What is your strategy regarding open houses?

Just like all markets are different, all Realtors are different, as well.  While some agents refrain from staging open houses in favor of viewings, others feel that open houses are a great way to get your home seen by a lot of potential buyers.

Before assuming that your buyer will conduct business in a certain way, make a point to ask them how they develop their strategy and why they choose to do it that way.

In the end, as with most things in life, communication is key.  If you have questions, it’s important to speak up!  The Realtor/client relationship is just that—a relationship—and most of us understand that healthy, successful relationships are dependent upon open and honest dialogue.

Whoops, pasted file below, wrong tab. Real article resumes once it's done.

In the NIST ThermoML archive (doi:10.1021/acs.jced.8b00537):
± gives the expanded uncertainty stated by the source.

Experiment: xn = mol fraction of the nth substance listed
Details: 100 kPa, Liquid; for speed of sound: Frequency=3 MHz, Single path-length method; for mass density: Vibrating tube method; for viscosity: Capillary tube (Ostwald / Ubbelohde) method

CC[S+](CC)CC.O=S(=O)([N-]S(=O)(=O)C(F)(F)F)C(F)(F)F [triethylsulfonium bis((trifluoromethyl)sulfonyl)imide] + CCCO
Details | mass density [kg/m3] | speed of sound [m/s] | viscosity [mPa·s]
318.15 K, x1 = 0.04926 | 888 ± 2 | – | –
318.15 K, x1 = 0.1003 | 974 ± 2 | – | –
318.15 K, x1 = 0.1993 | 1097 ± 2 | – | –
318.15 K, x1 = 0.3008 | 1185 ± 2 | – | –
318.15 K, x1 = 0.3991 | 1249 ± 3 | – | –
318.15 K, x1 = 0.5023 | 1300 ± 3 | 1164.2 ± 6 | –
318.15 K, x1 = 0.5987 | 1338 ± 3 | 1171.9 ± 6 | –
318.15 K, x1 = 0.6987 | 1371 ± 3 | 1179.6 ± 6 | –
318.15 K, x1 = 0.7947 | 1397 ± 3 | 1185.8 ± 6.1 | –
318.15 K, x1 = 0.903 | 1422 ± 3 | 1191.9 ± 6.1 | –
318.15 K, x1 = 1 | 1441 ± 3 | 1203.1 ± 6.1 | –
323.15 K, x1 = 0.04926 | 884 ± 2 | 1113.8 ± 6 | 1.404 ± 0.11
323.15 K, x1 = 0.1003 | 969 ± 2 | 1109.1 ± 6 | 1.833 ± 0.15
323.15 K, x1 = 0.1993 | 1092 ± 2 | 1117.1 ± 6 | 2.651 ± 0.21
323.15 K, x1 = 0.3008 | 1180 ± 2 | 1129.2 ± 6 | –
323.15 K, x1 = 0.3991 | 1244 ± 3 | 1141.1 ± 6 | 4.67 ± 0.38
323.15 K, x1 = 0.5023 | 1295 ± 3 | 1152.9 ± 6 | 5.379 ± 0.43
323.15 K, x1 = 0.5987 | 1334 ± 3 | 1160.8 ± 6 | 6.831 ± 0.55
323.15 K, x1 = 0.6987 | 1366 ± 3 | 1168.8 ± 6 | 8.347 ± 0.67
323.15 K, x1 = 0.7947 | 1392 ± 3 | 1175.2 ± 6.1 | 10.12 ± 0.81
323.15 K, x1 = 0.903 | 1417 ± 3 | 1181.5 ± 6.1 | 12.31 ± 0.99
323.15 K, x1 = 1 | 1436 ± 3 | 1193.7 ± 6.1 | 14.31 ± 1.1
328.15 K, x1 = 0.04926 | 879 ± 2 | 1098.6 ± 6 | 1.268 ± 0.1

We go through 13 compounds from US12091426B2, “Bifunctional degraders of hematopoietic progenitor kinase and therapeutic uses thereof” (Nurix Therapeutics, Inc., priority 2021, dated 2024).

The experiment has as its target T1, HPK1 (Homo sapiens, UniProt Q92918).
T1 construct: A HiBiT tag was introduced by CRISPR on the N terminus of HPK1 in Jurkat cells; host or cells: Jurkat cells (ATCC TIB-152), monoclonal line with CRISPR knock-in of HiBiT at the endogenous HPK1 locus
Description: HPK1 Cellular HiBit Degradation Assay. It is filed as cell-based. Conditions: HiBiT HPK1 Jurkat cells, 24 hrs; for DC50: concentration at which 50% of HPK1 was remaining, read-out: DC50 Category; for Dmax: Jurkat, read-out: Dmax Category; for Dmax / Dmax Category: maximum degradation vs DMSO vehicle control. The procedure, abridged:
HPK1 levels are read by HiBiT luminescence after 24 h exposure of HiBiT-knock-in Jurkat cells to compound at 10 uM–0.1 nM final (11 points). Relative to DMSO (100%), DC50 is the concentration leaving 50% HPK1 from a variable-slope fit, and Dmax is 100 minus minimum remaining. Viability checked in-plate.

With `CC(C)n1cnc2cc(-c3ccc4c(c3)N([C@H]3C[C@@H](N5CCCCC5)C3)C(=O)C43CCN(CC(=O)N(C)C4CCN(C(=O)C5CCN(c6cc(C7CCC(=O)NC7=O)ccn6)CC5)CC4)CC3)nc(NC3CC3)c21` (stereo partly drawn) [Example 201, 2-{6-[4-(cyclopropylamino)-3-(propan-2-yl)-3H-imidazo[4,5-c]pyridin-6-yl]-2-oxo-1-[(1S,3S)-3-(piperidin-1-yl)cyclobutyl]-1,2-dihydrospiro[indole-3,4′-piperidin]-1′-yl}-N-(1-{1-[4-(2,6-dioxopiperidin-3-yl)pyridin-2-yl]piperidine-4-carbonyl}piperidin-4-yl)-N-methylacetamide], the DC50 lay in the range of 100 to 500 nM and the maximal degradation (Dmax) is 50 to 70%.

A Realtor’s job is to serve the client, so it’s important to make sure that the handling of your home is done in a way that aligns with your interests.  If you’d like to learn more or would simply like a bit of advice, I’m always available to help.

Marie Dinsmore | The Dinsmore Team | www.DinsmoreTeam.com | 770-712-7789

Smart Ways to Reduce Expenses After Purchasing a Home

o-OLDER-WOMAN-TALKING-ON-PHONE-facebookWhen it comes to purchasing a home, while you may have been vigilant about budgeting in an effort to make sure that your new property would be affordable on a long-term basis, it’s no secret that the actual act of moving can cost a bit of money.  From movers to interior adjustments such as window treatments and paint, your wallet may take a hit for a few months.  However, while reducing your expenses in the beginning is important, there’s something to be said for fresh starts and cutting costs for an extended period of time.

Therefore, if you’re looking to start fresh with your move, consider the following tips to save money over the long-run.